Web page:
We received the award because our so-called competitors have not managed to reach where we have. And export is not even our objective; rather, it is to serve the nation. We want the citizens of India to consume more milk and milk products, so that they can live long and healthy lives. We want Indians to be strong and live for 100 years. We want our children to be tall and strong.

Our focus is not on exports. We should be ashamed if we focus on exports at a time when there are millions of unhealthy Indians who are living below the poverty line. Having said that, we export only to keep prices under control.

Overall, our objective is not to earn or maximise profit. Farmers come first and their well-being holds the most importance. Unlike at other companies, money does not drive us.

Q. Tell us about the HR initiatives at Amul.
A.
Like I said, Amul is owned by the farmers and we only cater to them. Whatever Amul is today, it is because of the farmers. The Amul brand is owned and has been built by them. We, the professionals, work for them as mere facilitators.

We do not have anything extraordinary in HR. All policies have been designed keeping the betterment of farmers in mind. People who work in Amul are unique; they are passionate about catering to the farmers’ cause. The job at Amul is not just about earning your bread and butter, it is about building the nation. Our employees realise this, and this is why they stay with us for a lifetime.

In fact, I have been with Amul for over 40 years now, and I have never thought about changing my job!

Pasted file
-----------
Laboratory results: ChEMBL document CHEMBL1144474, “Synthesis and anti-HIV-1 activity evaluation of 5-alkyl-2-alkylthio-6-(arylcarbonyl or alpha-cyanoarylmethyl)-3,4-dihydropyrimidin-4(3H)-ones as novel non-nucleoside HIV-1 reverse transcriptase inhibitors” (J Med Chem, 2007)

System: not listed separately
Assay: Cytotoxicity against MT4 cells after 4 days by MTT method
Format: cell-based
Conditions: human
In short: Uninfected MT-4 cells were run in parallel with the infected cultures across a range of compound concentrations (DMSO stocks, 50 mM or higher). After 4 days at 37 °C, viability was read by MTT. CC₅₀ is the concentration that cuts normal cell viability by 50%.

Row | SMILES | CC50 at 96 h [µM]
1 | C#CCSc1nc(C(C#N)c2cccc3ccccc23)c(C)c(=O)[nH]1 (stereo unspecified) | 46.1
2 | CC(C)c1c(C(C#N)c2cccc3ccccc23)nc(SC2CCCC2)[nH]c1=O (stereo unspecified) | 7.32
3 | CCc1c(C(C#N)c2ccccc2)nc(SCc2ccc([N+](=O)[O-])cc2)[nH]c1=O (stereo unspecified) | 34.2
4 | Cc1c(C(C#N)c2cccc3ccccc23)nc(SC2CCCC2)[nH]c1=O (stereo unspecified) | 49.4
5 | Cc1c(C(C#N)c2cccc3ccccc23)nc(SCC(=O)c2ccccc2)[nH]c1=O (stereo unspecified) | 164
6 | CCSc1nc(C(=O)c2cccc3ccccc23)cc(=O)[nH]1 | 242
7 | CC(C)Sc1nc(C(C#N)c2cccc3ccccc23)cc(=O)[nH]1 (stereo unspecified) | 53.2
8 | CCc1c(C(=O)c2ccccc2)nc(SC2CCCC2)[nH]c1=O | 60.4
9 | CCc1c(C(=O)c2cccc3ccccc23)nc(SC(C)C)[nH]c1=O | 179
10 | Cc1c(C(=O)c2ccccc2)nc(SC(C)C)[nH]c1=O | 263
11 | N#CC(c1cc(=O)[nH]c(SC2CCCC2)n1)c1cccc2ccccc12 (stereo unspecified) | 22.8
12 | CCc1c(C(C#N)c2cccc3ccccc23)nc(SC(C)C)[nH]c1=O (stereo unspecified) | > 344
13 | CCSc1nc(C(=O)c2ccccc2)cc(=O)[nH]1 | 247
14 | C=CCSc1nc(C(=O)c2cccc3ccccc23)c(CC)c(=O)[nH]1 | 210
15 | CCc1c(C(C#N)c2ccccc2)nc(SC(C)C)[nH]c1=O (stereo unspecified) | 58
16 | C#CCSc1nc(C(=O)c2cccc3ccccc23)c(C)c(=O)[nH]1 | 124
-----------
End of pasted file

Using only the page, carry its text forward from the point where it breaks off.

Promotions and increments are being used by MNCs and I am afraid that this may reduce men to machines and cause them to lose their vitality. As a result, they may lose originality and creativity; their own goals will become just another subset within the company’s goals. We do not follow such a system here - we want people who are passionate about their jobs.

Q. What kind of eco-friendly business practices does Amul believe in?
A.
All that we do is eco-friendly only. After all, our job is to look after cows and buffaloes!

Q. How has the global downturn affected the way you recruit your employees?
A.
Well, those who are losing jobs in IT and other sectors can come and start looking after our cows!

Seriously though, we do not hire too many people. Our needs are very specific when it comes to scouting for talent. We visit our own B-school, called the Institute of Rural Management Anand (IRMA). We also have the SMC College of Dairy Science at Anand which takes cares of our recruitment needs.

Q. What are the best practices that private players can learn from the Amul business model and operations?
A.
In the past 60 years, the Kaira District Cooperative Milk Producers Union has had only 5 MDs. In the last 38 years, GCMMF has had only three MDs. What you see today at Amul is not the result of a job done overnight. It is a result of the hard work and dedication shown by our people over many decades.